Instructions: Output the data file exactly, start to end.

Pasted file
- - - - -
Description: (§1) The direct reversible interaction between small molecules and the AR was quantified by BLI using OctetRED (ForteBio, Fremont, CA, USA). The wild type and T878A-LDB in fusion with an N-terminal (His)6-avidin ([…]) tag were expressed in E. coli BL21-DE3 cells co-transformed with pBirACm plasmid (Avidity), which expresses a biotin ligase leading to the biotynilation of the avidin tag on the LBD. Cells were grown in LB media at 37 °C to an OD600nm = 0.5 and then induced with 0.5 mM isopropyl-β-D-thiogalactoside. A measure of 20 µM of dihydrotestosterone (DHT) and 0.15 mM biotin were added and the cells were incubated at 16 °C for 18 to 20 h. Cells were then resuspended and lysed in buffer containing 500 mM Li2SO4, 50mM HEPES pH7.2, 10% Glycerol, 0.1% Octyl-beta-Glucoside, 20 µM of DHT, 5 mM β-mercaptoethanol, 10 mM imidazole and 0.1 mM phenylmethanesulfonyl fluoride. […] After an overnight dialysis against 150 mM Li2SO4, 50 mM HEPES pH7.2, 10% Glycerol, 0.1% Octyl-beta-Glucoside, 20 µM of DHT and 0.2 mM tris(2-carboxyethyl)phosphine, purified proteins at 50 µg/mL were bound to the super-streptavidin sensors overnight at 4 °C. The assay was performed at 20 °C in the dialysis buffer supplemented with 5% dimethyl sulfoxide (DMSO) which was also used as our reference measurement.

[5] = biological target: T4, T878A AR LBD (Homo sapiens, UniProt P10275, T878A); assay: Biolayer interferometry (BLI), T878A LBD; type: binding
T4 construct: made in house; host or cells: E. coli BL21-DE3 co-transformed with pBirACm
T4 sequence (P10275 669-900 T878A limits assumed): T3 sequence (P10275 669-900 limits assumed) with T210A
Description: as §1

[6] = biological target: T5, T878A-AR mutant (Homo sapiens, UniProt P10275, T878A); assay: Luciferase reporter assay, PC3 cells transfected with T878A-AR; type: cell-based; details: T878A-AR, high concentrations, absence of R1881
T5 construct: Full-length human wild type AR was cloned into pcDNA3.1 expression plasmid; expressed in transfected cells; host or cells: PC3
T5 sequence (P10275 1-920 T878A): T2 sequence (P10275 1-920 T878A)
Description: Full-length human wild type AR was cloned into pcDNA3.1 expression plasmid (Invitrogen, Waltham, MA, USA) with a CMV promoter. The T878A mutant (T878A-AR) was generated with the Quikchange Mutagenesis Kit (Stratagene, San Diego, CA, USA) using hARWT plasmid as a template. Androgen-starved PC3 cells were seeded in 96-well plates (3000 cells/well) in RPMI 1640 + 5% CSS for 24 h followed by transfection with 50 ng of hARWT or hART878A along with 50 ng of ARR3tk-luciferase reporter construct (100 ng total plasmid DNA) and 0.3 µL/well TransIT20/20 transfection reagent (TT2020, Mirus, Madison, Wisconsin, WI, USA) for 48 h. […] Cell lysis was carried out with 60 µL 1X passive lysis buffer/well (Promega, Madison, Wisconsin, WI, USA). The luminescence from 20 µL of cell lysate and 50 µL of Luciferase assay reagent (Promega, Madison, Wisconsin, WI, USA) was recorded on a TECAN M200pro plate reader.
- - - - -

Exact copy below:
Description: (§1) The direct reversible interaction between small molecules and the AR was quantified by BLI using OctetRED (ForteBio, Fremont, CA, USA). The wild type and T878A-LDB in fusion with an N-terminal (His)6-avidin ([…]) tag were expressed in E. coli BL21-DE3 cells co-transformed with pBirACm plasmid (Avidity), which expresses a biotin ligase leading to the biotynilation of the avidin tag on the LBD. Cells were grown in LB media at 37 °C to an OD600nm = 0.5 and then induced with 0.5 mM isopropyl-β-D-thiogalactoside. A measure of 20 µM of dihydrotestosterone (DHT) and 0.15 mM biotin were added and the cells were incubated at 16 °C for 18 to 20 h. Cells were then resuspended and lysed in buffer containing 500 mM Li2SO4, 50mM HEPES pH7.2, 10% Glycerol, 0.1% Octyl-beta-Glucoside, 20 µM of DHT, 5 mM β-mercaptoethanol, 10 mM imidazole and 0.1 mM phenylmethanesulfonyl fluoride. […] After an overnight dialysis against 150 mM Li2SO4, 50 mM HEPES pH7.2, 10% Glycerol, 0.1% Octyl-beta-Glucoside, 20 µM of DHT and 0.2 mM tris(2-carboxyethyl)phosphine, purified proteins at 50 µg/mL were bound to the super-streptavidin sensors overnight at 4 °C. The assay was performed at 20 °C in the dialysis buffer supplemented with 5% dimethyl sulfoxide (DMSO) which was also used as our reference measurement.

[5] = biological target: T4, T878A AR LBD (Homo sapiens, UniProt P10275, T878A); assay: Biolayer interferometry (BLI), T878A LBD; type: binding
T4 construct: made in house; host or cells: E. coli BL21-DE3 co-transformed with pBirACm
T4 sequence (P10275 669-900 T878A limits assumed): T3 sequence (P10275 669-900 limits assumed) with T210A
Description: as §1

[6] = biological target: T5, T878A-AR mutant (Homo sapiens, UniProt P10275, T878A); assay: Luciferase reporter assay, PC3 cells transfected with T878A-AR; type: cell-based; details: T878A-AR, high concentrations, absence of R1881
T5 construct: Full-length human wild type AR was cloned into pcDNA3.1 expression plasmid; expressed in transfected cells; host or cells: PC3
T5 sequence (P10275 1-920 T878A): T2 sequence (P10275 1-920 T878A)
Description: Full-length human wild type AR was cloned into pcDNA3.1 expression plasmid (Invitrogen, Waltham, MA, USA) with a CMV promoter. The T878A mutant (T878A-AR) was generated with the Quikchange Mutagenesis Kit (Stratagene, San Diego, CA, USA) using hARWT plasmid as a template. Androgen-starved PC3 cells were seeded in 96-well plates (3000 cells/well) in RPMI 1640 + 5% CSS for 24 h followed by transfection with 50 ng of hARWT or hART878A along with 50 ng of ARR3tk-luciferase reporter construct (100 ng total plasmid DNA) and 0.3 µL/well TransIT20/20 transfection reagent (TT2020, Mirus, Madison, Wisconsin, WI, USA) for 48 h. […] Cell lysis was carried out with 60 µL 1X passive lysis buffer/well (Promega, Madison, Wisconsin, WI, USA). The luminescence from 20 µL of cell lysate and 50 µL of Luciferase assay reagent (Promega, Madison, Wisconsin, WI, USA) was recorded on a TECAN M200pro plate reader.